Snapshot 12 August –18 August 2015
Yemen: The humanitarian situation in Yemen continues to deteriorate. 1.4 million people have become displaced since conflict escalated in March – a 12% increase since early July. Fuel shortages and access issues continue to affect provision of health services. 23% of Yemen’s health facilities are either partially funtional or non-functional.
Snapshot 5-11 August 2015
Burkina Faso: Heavy floods in Ouagadougou, Kadiogo province, and Bobo-Dioulasso, Houet province, in early August affected around 19,780 people. Significant damage to houses and food stocks were reported. Additional flooding in the north could bring the total number of affected to 122,000. More than 1.5 million people are facing Stressed or Crisis food security outcomes in Burkina Faso, especially in the Sahel region in the north.
Welcome to the August issue of the Armed Conflict Location & Event Data Project’s (ACLED) Conflict Trends report. Each month, ACLED researchers gather, analyse and publish data on political violence in Africa in realtime. Weekly updates to realtime conflict event data are published on the ACLED website, and are also available through our research partners at Climate Change and African Political Stability (CCAPS).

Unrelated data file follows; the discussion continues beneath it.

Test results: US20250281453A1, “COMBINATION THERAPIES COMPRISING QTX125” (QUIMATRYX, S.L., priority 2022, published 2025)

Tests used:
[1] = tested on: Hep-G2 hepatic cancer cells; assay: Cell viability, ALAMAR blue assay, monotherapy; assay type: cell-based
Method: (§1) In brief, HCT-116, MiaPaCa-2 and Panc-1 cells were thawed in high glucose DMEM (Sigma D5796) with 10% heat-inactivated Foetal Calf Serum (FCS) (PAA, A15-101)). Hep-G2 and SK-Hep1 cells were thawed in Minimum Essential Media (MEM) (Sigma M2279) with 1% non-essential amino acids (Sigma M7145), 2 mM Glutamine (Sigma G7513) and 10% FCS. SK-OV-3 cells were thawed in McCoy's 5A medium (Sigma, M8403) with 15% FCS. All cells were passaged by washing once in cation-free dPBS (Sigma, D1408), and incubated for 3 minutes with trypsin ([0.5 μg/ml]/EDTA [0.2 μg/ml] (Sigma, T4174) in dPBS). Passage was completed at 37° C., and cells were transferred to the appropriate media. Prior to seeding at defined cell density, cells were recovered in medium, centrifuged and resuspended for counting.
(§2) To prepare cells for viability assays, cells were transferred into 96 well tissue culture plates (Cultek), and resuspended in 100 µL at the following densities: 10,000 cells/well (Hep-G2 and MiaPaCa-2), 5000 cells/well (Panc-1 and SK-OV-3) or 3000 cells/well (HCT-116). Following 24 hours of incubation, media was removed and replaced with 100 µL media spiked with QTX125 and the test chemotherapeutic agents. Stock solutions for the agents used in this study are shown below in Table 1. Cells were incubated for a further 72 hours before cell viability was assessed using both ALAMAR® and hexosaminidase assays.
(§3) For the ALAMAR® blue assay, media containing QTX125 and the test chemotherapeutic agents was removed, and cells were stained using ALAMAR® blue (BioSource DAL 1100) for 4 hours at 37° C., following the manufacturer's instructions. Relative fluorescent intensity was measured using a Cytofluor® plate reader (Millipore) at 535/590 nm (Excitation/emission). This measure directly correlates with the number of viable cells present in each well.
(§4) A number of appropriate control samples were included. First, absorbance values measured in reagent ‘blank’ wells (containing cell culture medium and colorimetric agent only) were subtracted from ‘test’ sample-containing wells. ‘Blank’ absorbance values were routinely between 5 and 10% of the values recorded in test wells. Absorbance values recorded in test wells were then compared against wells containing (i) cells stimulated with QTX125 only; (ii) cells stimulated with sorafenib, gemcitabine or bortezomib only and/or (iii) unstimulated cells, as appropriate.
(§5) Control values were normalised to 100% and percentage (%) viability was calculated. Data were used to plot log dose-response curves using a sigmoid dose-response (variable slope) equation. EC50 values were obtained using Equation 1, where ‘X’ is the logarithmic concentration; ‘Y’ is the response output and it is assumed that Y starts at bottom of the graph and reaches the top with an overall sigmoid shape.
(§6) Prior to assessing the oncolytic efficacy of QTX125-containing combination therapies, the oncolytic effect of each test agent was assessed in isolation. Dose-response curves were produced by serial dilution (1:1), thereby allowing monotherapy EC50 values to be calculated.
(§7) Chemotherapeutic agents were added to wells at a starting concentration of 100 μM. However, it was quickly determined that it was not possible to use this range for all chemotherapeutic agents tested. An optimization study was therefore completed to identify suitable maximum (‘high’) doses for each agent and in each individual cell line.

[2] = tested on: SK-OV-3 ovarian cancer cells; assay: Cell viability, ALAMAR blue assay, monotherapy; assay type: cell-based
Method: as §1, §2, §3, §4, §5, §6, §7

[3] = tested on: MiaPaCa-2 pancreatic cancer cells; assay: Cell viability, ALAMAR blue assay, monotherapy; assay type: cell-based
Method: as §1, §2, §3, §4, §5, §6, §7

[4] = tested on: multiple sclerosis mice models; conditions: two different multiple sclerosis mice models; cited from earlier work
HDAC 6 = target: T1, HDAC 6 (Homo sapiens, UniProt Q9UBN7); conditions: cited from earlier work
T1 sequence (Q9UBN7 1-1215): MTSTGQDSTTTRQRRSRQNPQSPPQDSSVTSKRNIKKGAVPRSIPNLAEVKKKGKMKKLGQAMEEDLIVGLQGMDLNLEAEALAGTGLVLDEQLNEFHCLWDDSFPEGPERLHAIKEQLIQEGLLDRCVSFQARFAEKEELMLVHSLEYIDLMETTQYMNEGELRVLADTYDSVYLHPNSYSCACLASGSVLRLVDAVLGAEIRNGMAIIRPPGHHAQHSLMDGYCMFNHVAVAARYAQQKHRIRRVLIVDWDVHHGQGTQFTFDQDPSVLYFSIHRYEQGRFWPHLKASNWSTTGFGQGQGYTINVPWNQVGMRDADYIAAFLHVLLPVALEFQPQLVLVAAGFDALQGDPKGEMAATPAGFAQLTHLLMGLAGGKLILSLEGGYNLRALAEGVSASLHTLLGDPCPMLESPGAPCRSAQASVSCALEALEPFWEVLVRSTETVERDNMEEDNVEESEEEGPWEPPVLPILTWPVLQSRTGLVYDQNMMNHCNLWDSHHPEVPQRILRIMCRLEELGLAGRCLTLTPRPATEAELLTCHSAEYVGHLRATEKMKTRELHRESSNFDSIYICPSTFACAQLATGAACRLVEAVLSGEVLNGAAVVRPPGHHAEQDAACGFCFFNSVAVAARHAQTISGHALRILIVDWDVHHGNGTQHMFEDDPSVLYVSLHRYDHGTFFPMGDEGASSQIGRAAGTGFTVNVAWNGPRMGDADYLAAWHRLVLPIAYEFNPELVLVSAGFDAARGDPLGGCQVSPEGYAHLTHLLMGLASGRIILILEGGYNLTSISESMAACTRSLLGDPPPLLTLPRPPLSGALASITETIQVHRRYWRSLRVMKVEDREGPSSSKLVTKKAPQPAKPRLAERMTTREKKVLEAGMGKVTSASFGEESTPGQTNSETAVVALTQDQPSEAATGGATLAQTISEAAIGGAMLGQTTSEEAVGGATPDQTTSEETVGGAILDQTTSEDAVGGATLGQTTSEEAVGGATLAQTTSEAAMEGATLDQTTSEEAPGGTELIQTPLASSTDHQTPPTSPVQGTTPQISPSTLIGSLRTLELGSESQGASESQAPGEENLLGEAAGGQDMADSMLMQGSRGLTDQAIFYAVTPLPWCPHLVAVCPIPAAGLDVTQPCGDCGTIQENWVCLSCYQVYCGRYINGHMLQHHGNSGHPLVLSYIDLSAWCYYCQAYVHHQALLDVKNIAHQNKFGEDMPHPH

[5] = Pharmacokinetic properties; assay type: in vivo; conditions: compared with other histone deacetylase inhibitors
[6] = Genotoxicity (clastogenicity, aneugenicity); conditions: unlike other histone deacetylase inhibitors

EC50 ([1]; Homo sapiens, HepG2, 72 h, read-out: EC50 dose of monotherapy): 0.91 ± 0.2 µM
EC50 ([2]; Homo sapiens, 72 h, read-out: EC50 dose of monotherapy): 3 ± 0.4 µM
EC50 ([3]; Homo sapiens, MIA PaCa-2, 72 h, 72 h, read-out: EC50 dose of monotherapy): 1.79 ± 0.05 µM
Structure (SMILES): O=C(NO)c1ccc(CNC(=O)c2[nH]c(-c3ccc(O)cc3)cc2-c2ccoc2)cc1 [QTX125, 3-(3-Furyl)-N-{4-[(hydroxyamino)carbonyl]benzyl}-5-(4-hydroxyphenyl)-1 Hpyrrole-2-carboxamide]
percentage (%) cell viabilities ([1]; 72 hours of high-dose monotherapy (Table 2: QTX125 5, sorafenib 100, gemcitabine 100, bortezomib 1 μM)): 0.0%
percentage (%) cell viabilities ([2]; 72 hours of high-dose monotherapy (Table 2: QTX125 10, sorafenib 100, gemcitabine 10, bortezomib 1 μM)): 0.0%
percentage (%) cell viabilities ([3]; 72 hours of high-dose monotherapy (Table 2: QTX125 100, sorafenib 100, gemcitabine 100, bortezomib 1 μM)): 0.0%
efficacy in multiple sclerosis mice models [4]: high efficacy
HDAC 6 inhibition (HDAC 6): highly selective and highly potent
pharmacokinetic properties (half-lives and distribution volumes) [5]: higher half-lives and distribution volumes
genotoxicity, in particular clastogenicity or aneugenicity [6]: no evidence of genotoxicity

CONSEIL DE SÉCURITÉ
CONFÉRENCES DE PRESSE
La Représentante permanente du Nigéria auprès des Nations Unies, Mme Joy Ogwu, qui préside le Conseil de sécurité pour le mois d’août, a présenté à la presse, cet après-midi, au cours d’une conférence de presse au Siège de l’ONU à New York, le programme de travail mensuel de cet organe.
Ebola, security sector reform, and the role of regional organizations in addressing global challenges would be top priorities of the Security Council in August, said the Permanent Representative of Nigeria, President of the body for the month, at a Headquarters press conference today.
Snapshot 29 July–4 August 2015
Pakistan: Flooding has killed 118 people and affected more than 800,000 people in Pakistan. Hundreds of villages have been inundated. Most casualties were recorded in Khyber Pakhtunkhwa, Punjab, and Azad Jammu & Kashmir.
Myanmar : 46 people have been killed and 156,000–216,000 people are affected by flooding. Sagaing region and Kachin and Shan states have been particularly impacted. Another 350,000 people are estimated affected in Bangladesh and India.
July 2015 – Trends
Cameroon, Chad, Egypt, Kashmir, Turkey, Yemen
August 2015 – Watchlist
- Conflict risk alerts
-Conflict resolution opportunities
Iran, South Sudan
Snapshot 22–28 July 2015
Somalia: More than 10,000 people have been displaced in Lower Shabelle and Bay regions since AMISOM and Somali armed forces began their offensive. Al Shabaab has lost control of Bardhere in Gedo and Dinsoor in Bay. In accessible areas of Hudur town, Bakool, 33% GAM and 19% SAM were observed in a MUAC assessment in July – a significant deterioration since June. Very critical malnutrition rates persist in Bulo Burde, Hiraan.